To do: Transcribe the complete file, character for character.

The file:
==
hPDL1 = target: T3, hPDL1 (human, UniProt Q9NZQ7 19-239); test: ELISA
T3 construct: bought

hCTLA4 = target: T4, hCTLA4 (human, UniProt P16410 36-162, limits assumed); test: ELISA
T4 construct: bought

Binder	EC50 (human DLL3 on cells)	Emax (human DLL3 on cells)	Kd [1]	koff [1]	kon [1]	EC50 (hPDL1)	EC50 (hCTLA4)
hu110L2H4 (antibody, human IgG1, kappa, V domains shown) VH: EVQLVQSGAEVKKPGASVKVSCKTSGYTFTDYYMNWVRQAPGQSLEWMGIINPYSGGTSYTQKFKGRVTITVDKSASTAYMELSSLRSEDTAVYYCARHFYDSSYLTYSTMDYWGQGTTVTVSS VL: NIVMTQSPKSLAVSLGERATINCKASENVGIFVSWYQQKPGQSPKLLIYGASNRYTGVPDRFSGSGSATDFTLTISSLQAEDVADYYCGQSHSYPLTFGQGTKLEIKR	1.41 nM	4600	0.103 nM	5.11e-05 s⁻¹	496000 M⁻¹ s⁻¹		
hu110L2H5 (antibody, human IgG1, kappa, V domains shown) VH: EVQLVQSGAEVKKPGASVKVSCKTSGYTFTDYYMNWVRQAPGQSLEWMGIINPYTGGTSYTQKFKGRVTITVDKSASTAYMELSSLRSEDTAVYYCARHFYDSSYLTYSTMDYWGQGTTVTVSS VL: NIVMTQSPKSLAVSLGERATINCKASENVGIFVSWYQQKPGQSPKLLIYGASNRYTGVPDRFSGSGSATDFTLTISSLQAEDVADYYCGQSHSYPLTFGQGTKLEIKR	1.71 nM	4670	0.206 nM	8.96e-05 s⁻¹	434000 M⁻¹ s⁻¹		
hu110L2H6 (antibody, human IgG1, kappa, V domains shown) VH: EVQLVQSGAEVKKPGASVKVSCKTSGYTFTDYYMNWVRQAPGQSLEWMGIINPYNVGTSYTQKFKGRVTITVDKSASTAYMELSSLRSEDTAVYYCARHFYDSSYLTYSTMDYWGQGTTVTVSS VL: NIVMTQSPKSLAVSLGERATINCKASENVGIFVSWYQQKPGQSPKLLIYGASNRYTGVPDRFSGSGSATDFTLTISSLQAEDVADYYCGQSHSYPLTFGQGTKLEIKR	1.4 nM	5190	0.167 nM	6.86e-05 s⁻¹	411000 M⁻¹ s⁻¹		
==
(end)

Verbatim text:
hPDL1 = target: T3, hPDL1 (human, UniProt Q9NZQ7 19-239); test: ELISA
T3 construct: bought

hCTLA4 = target: T4, hCTLA4 (human, UniProt P16410 36-162, limits assumed); test: ELISA
T4 construct: bought

Binder	EC50 (human DLL3 on cells)	Emax (human DLL3 on cells)	Kd [1]	koff [1]	kon [1]	EC50 (hPDL1)	EC50 (hCTLA4)
hu110L2H4 (antibody, human IgG1, kappa, V domains shown) VH: EVQLVQSGAEVKKPGASVKVSCKTSGYTFTDYYMNWVRQAPGQSLEWMGIINPYSGGTSYTQKFKGRVTITVDKSASTAYMELSSLRSEDTAVYYCARHFYDSSYLTYSTMDYWGQGTTVTVSS VL: NIVMTQSPKSLAVSLGERATINCKASENVGIFVSWYQQKPGQSPKLLIYGASNRYTGVPDRFSGSGSATDFTLTISSLQAEDVADYYCGQSHSYPLTFGQGTKLEIKR	1.41 nM	4600	0.103 nM	5.11e-05 s⁻¹	496000 M⁻¹ s⁻¹		
hu110L2H5 (antibody, human IgG1, kappa, V domains shown) VH: EVQLVQSGAEVKKPGASVKVSCKTSGYTFTDYYMNWVRQAPGQSLEWMGIINPYTGGTSYTQKFKGRVTITVDKSASTAYMELSSLRSEDTAVYYCARHFYDSSYLTYSTMDYWGQGTTVTVSS VL: NIVMTQSPKSLAVSLGERATINCKASENVGIFVSWYQQKPGQSPKLLIYGASNRYTGVPDRFSGSGSATDFTLTISSLQAEDVADYYCGQSHSYPLTFGQGTKLEIKR	1.71 nM	4670	0.206 nM	8.96e-05 s⁻¹	434000 M⁻¹ s⁻¹		
hu110L2H6 (antibody, human IgG1, kappa, V domains shown) VH: EVQLVQSGAEVKKPGASVKVSCKTSGYTFTDYYMNWVRQAPGQSLEWMGIINPYNVGTSYTQKFKGRVTITVDKSASTAYMELSSLRSEDTAVYYCARHFYDSSYLTYSTMDYWGQGTTVTVSS VL: NIVMTQSPKSLAVSLGERATINCKASENVGIFVSWYQQKPGQSPKLLIYGASNRYTGVPDRFSGSGSATDFTLTISSLQAEDVADYYCGQSHSYPLTFGQGTKLEIKR	1.4 nM	5190	0.167 nM	6.86e-05 s⁻¹	411000 M⁻¹ s⁻¹		